I’m seeing a lot of debate over the train carriage scene and whether or not Sherlock was just being manipulative. But remember that we’ve seen Sherlock fake emotions before. In fact, in canon, “the stage lost a great actor” when Sherlock Holmes became a detective. Except (and maybe this is only due to Ben’s brilliance) I’m not really that impressed with Sherlock’s acting. It’s campy and over-the-top and very much a parody of true emotion.
No one in this scene was taking him seriously. The victim’s wife wasn’t buying his story, and I don’t think she was buying those crocodile tears either. John, if you remember, looked embarrassed and uncomfortable the entire time.
And again, here:
This is how four-year-olds cry when they want attention. Who does he think he’s fooling?
So now let’s look at when we’ve seen real tears. First, in HoB:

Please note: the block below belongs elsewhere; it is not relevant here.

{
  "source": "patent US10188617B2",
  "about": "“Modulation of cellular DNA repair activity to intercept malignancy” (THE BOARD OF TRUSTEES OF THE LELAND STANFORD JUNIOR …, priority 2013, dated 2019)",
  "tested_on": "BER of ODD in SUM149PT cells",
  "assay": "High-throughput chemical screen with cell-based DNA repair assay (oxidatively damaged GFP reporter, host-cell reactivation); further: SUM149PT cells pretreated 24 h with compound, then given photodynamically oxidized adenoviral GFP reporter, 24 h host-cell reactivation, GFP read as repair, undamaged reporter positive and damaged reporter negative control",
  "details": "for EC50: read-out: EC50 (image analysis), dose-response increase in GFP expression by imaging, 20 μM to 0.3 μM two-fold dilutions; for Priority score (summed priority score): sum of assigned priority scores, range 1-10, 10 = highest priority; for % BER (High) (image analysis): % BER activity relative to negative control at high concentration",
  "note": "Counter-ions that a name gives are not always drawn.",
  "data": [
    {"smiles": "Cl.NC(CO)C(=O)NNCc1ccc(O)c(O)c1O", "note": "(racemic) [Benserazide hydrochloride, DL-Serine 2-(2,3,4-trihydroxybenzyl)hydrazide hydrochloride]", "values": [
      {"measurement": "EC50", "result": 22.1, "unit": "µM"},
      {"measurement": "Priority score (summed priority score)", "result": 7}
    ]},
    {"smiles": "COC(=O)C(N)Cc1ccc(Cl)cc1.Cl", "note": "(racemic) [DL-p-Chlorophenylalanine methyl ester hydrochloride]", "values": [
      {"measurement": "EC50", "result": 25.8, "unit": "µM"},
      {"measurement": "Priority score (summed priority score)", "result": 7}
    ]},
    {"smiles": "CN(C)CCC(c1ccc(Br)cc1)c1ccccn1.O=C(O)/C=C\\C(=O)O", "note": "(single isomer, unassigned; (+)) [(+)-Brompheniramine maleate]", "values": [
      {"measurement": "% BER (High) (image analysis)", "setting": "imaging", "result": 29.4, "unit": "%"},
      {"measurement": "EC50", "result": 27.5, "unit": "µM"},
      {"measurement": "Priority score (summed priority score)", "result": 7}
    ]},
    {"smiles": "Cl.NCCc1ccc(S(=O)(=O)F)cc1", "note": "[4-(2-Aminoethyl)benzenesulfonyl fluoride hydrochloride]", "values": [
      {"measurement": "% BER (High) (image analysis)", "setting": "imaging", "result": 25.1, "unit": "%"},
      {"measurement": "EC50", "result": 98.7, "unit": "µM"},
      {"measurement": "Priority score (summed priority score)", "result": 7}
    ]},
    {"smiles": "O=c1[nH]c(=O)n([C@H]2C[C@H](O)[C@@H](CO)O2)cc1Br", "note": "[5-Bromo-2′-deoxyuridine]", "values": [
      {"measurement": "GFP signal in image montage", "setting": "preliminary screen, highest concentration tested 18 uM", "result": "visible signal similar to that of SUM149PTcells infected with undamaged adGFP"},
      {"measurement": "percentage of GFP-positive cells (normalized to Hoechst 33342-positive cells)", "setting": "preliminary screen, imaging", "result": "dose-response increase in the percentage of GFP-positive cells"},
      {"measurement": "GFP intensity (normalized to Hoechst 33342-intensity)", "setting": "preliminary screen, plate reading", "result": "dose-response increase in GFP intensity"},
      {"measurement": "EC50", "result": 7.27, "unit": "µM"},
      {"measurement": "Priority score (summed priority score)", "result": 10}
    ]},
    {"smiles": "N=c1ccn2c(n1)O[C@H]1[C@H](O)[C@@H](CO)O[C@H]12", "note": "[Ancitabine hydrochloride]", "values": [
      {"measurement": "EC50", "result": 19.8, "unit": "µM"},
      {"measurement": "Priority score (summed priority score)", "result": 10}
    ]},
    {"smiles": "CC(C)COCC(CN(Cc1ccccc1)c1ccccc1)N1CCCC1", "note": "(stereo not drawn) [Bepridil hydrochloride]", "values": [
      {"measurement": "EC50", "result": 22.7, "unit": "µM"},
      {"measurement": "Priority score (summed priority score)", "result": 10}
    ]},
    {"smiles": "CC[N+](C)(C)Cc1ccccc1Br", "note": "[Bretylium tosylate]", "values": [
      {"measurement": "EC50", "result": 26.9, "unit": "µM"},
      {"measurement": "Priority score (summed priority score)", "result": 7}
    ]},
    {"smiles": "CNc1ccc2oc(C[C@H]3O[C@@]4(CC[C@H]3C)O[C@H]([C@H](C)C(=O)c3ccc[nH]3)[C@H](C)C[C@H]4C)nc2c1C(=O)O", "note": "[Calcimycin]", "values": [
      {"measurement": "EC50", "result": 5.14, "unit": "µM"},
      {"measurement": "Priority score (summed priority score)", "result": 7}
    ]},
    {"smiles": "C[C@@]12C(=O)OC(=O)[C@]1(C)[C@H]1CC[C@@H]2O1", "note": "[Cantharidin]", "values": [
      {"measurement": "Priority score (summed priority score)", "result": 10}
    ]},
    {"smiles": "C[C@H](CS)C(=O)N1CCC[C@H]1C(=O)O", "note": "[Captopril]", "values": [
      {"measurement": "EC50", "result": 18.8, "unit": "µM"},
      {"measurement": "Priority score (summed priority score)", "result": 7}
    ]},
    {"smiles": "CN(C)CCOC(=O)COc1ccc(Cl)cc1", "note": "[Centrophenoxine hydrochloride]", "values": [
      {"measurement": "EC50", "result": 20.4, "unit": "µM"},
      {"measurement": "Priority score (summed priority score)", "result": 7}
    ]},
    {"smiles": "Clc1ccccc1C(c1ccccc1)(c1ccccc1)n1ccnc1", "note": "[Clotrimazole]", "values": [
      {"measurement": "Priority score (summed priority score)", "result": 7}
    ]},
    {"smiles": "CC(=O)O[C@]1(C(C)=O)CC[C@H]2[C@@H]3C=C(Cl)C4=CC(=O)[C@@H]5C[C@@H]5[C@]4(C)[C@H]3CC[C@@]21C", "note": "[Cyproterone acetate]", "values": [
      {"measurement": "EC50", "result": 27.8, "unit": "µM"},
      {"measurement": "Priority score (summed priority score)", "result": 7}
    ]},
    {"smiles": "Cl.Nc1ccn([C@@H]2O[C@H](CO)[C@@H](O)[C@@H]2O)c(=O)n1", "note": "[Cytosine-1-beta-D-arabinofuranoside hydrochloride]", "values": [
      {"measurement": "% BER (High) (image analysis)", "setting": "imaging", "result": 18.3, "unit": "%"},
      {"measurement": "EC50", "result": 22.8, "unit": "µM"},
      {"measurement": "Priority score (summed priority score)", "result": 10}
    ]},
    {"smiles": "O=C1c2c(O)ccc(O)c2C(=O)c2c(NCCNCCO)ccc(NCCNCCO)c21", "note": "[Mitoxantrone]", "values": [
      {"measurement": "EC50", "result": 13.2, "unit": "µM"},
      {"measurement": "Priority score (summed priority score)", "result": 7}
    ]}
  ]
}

His eyes are redder, his whole face is involved–it’s not just tears, it’s emotion. But of course, he’s outright terrified here, so let’s see a softer version:
There’s no one to act for here. John can’t see him. No one can see him. If he was faking it, he could put the emotion in his voice and spare us the tears (as we see him do in some of the imagined flashbacks). This is not over-the-top emotion either…if anything, he’s struggling to hold back.
So now let’s look at the carriage scene:
I don’t even think it needs further saying. Compare these tears to the images above, the ones where we know he’s being fake versus where we know he’s being genuine. I don’t see over-the-top, petulant, manipulative farce of emotion here. I see something very real.
Which of course doesn’t negate the big hairy pile of dicks move of proceeding to laugh at John for his words, but I’m with those who said that otherwise the moment would have been too awkward for our excessively British, unable-to-properly-discuss emotional matters Baker Street boys.
Sorry for the long post, just had this on my mind!